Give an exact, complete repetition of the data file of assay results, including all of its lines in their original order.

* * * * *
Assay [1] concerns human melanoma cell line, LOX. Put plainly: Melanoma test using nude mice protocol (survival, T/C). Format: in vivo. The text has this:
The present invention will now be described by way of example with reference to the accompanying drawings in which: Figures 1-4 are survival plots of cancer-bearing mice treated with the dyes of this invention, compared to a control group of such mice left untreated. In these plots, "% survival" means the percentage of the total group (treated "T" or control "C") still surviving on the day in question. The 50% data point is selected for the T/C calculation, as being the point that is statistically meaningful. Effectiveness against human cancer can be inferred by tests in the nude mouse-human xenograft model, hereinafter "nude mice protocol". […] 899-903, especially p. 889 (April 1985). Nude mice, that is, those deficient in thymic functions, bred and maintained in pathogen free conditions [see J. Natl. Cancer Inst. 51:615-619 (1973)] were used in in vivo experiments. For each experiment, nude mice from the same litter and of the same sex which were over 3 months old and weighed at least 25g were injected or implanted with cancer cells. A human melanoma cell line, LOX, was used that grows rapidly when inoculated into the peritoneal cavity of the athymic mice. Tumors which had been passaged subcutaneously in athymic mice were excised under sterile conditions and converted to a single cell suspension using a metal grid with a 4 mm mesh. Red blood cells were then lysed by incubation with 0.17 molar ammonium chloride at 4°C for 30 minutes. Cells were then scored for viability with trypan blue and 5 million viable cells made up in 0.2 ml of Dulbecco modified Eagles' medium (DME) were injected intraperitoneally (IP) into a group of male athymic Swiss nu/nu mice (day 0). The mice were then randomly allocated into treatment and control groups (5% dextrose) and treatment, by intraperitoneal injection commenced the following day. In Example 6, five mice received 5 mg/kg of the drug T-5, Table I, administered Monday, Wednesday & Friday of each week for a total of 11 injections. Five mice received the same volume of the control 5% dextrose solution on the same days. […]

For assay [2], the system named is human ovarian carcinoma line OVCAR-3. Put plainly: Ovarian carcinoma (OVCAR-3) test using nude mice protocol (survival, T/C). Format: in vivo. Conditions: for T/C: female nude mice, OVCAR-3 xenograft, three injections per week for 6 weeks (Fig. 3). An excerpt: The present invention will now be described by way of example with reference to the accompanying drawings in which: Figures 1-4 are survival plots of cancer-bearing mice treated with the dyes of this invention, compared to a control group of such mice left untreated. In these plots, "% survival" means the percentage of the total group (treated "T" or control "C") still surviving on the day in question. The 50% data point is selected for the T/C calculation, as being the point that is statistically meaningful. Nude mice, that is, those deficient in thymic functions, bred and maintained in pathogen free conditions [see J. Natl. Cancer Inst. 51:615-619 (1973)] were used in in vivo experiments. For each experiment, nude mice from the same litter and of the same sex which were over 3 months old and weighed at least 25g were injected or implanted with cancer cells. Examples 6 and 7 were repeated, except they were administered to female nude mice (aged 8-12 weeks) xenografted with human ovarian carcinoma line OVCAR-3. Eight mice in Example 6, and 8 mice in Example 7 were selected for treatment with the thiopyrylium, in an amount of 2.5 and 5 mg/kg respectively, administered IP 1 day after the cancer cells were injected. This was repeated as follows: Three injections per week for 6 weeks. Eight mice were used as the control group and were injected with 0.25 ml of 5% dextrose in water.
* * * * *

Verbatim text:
Assay [1] concerns human melanoma cell line, LOX. Put plainly: Melanoma test using nude mice protocol (survival, T/C). Format: in vivo. The text has this:
The present invention will now be described by way of example with reference to the accompanying drawings in which: Figures 1-4 are survival plots of cancer-bearing mice treated with the dyes of this invention, compared to a control group of such mice left untreated. In these plots, "% survival" means the percentage of the total group (treated "T" or control "C") still surviving on the day in question. The 50% data point is selected for the T/C calculation, as being the point that is statistically meaningful. Effectiveness against human cancer can be inferred by tests in the nude mouse-human xenograft model, hereinafter "nude mice protocol". […] 899-903, especially p. 889 (April 1985). Nude mice, that is, those deficient in thymic functions, bred and maintained in pathogen free conditions [see J. Natl. Cancer Inst. 51:615-619 (1973)] were used in in vivo experiments. For each experiment, nude mice from the same litter and of the same sex which were over 3 months old and weighed at least 25g were injected or implanted with cancer cells. A human melanoma cell line, LOX, was used that grows rapidly when inoculated into the peritoneal cavity of the athymic mice. Tumors which had been passaged subcutaneously in athymic mice were excised under sterile conditions and converted to a single cell suspension using a metal grid with a 4 mm mesh. Red blood cells were then lysed by incubation with 0.17 molar ammonium chloride at 4°C for 30 minutes. Cells were then scored for viability with trypan blue and 5 million viable cells made up in 0.2 ml of Dulbecco modified Eagles' medium (DME) were injected intraperitoneally (IP) into a group of male athymic Swiss nu/nu mice (day 0). The mice were then randomly allocated into treatment and control groups (5% dextrose) and treatment, by intraperitoneal injection commenced the following day. In Example 6, five mice received 5 mg/kg of the drug T-5, Table I, administered Monday, Wednesday & Friday of each week for a total of 11 injections. Five mice received the same volume of the control 5% dextrose solution on the same days. […]

For assay [2], the system named is human ovarian carcinoma line OVCAR-3. Put plainly: Ovarian carcinoma (OVCAR-3) test using nude mice protocol (survival, T/C). Format: in vivo. Conditions: for T/C: female nude mice, OVCAR-3 xenograft, three injections per week for 6 weeks (Fig. 3). An excerpt: The present invention will now be described by way of example with reference to the accompanying drawings in which: Figures 1-4 are survival plots of cancer-bearing mice treated with the dyes of this invention, compared to a control group of such mice left untreated. In these plots, "% survival" means the percentage of the total group (treated "T" or control "C") still surviving on the day in question. The 50% data point is selected for the T/C calculation, as being the point that is statistically meaningful. Nude mice, that is, those deficient in thymic functions, bred and maintained in pathogen free conditions [see J. Natl. Cancer Inst. 51:615-619 (1973)] were used in in vivo experiments. For each experiment, nude mice from the same litter and of the same sex which were over 3 months old and weighed at least 25g were injected or implanted with cancer cells. Examples 6 and 7 were repeated, except they were administered to female nude mice (aged 8-12 weeks) xenografted with human ovarian carcinoma line OVCAR-3. Eight mice in Example 6, and 8 mice in Example 7 were selected for treatment with the thiopyrylium, in an amount of 2.5 and 5 mg/kg respectively, administered IP 1 day after the cancer cells were injected. This was repeated as follows: Three injections per week for 6 weeks. Eight mice were used as the control group and were injected with 0.25 ml of 5% dextrose in water.